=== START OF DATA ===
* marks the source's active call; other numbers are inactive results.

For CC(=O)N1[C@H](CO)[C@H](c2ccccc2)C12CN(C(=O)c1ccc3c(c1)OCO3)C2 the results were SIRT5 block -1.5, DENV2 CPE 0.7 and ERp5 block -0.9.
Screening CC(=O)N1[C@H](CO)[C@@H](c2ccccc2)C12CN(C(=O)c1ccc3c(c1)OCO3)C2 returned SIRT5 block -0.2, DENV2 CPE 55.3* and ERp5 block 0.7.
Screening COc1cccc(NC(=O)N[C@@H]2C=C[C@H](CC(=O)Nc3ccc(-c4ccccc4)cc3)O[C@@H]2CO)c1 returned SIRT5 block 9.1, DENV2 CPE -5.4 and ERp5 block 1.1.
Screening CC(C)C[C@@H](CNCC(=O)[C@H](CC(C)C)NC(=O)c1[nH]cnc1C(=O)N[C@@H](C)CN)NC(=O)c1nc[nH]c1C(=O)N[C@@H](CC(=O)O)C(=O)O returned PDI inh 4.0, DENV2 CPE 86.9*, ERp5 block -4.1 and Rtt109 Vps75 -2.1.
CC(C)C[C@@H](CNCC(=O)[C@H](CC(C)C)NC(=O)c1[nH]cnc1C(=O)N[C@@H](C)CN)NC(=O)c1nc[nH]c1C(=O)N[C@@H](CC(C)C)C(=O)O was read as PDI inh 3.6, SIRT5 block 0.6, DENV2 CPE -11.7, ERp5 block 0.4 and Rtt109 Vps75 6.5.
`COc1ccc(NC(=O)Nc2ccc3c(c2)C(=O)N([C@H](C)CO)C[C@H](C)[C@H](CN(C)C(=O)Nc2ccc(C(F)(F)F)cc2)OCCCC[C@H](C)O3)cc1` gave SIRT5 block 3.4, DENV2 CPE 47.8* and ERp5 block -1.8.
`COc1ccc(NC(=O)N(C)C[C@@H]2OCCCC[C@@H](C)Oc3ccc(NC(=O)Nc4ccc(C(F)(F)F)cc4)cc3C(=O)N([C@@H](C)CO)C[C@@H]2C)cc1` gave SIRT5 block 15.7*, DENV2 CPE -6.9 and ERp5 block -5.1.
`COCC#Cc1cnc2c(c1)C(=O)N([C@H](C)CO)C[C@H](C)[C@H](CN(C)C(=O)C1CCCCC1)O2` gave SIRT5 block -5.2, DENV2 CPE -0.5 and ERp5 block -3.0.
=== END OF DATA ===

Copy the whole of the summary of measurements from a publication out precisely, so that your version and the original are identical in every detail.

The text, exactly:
* marks the source's active call; other numbers are inactive results.

For CC(=O)N1[C@H](CO)[C@H](c2ccccc2)C12CN(C(=O)c1ccc3c(c1)OCO3)C2 the results were SIRT5 block -1.5, DENV2 CPE 0.7 and ERp5 block -0.9.
Screening CC(=O)N1[C@H](CO)[C@@H](c2ccccc2)C12CN(C(=O)c1ccc3c(c1)OCO3)C2 returned SIRT5 block -0.2, DENV2 CPE 55.3* and ERp5 block 0.7.
Screening COc1cccc(NC(=O)N[C@@H]2C=C[C@H](CC(=O)Nc3ccc(-c4ccccc4)cc3)O[C@@H]2CO)c1 returned SIRT5 block 9.1, DENV2 CPE -5.4 and ERp5 block 1.1.
Screening CC(C)C[C@@H](CNCC(=O)[C@H](CC(C)C)NC(=O)c1[nH]cnc1C(=O)N[C@@H](C)CN)NC(=O)c1nc[nH]c1C(=O)N[C@@H](CC(=O)O)C(=O)O returned PDI inh 4.0, DENV2 CPE 86.9*, ERp5 block -4.1 and Rtt109 Vps75 -2.1.
CC(C)C[C@@H](CNCC(=O)[C@H](CC(C)C)NC(=O)c1[nH]cnc1C(=O)N[C@@H](C)CN)NC(=O)c1nc[nH]c1C(=O)N[C@@H](CC(C)C)C(=O)O was read as PDI inh 3.6, SIRT5 block 0.6, DENV2 CPE -11.7, ERp5 block 0.4 and Rtt109 Vps75 6.5.
`COc1ccc(NC(=O)Nc2ccc3c(c2)C(=O)N([C@H](C)CO)C[C@H](C)[C@H](CN(C)C(=O)Nc2ccc(C(F)(F)F)cc2)OCCCC[C@H](C)O3)cc1` gave SIRT5 block 3.4, DENV2 CPE 47.8* and ERp5 block -1.8.
`COc1ccc(NC(=O)N(C)C[C@@H]2OCCCC[C@@H](C)Oc3ccc(NC(=O)Nc4ccc(C(F)(F)F)cc4)cc3C(=O)N([C@@H](C)CO)C[C@@H]2C)cc1` gave SIRT5 block 15.7*, DENV2 CPE -6.9 and ERp5 block -5.1.
`COCC#Cc1cnc2c(c1)C(=O)N([C@H](C)CO)C[C@H](C)[C@H](CN(C)C(=O)C1CCCCC1)O2` gave SIRT5 block -5.2, DENV2 CPE -0.5 and ERp5 block -3.0.